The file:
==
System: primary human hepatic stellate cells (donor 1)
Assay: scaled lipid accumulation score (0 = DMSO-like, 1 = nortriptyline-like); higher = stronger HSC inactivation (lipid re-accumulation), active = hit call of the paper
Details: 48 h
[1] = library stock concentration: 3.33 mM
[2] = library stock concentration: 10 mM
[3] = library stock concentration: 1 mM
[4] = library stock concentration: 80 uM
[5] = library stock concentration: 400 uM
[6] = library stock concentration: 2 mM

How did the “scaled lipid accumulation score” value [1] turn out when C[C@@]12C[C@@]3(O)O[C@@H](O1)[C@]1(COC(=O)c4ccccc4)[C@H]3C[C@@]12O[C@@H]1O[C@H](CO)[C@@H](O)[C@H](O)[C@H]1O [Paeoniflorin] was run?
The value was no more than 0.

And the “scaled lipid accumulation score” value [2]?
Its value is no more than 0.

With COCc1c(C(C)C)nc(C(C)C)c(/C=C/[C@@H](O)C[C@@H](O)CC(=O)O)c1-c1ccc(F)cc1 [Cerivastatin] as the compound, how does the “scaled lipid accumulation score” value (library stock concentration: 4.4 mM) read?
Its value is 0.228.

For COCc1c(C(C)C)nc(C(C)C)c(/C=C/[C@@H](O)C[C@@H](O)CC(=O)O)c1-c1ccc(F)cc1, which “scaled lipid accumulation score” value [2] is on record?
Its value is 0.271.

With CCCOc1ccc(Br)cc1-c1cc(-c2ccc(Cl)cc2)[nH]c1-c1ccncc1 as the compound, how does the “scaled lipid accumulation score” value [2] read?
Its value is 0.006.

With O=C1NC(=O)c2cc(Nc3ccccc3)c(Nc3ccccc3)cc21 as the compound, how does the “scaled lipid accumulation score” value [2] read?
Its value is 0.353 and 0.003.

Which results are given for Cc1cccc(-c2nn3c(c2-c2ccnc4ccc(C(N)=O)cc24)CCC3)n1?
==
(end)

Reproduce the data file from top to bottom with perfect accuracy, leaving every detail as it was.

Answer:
System: primary human hepatic stellate cells (donor 1)
Assay: scaled lipid accumulation score (0 = DMSO-like, 1 = nortriptyline-like); higher = stronger HSC inactivation (lipid re-accumulation), active = hit call of the paper
Details: 48 h
[1] = library stock concentration: 3.33 mM
[2] = library stock concentration: 10 mM
[3] = library stock concentration: 1 mM
[4] = library stock concentration: 80 uM
[5] = library stock concentration: 400 uM
[6] = library stock concentration: 2 mM

How did the “scaled lipid accumulation score” value [1] turn out when C[C@@]12C[C@@]3(O)O[C@@H](O1)[C@]1(COC(=O)c4ccccc4)[C@H]3C[C@@]12O[C@@H]1O[C@H](CO)[C@@H](O)[C@H](O)[C@H]1O [Paeoniflorin] was run?
The value was no more than 0.

And the “scaled lipid accumulation score” value [2]?
Its value is no more than 0.

With COCc1c(C(C)C)nc(C(C)C)c(/C=C/[C@@H](O)C[C@@H](O)CC(=O)O)c1-c1ccc(F)cc1 [Cerivastatin] as the compound, how does the “scaled lipid accumulation score” value (library stock concentration: 4.4 mM) read?
Its value is 0.228.

For COCc1c(C(C)C)nc(C(C)C)c(/C=C/[C@@H](O)C[C@@H](O)CC(=O)O)c1-c1ccc(F)cc1, which “scaled lipid accumulation score” value [2] is on record?
Its value is 0.271.

With CCCOc1ccc(Br)cc1-c1cc(-c2ccc(Cl)cc2)[nH]c1-c1ccncc1 as the compound, how does the “scaled lipid accumulation score” value [2] read?
Its value is 0.006.

With O=C1NC(=O)c2cc(Nc3ccccc3)c(Nc3ccccc3)cc21 as the compound, how does the “scaled lipid accumulation score” value [2] read?
Its value is 0.353 and 0.003.

Which results are given for Cc1cccc(-c2nn3c(c2-c2ccnc4ccc(C(N)=O)cc24)CCC3)n1?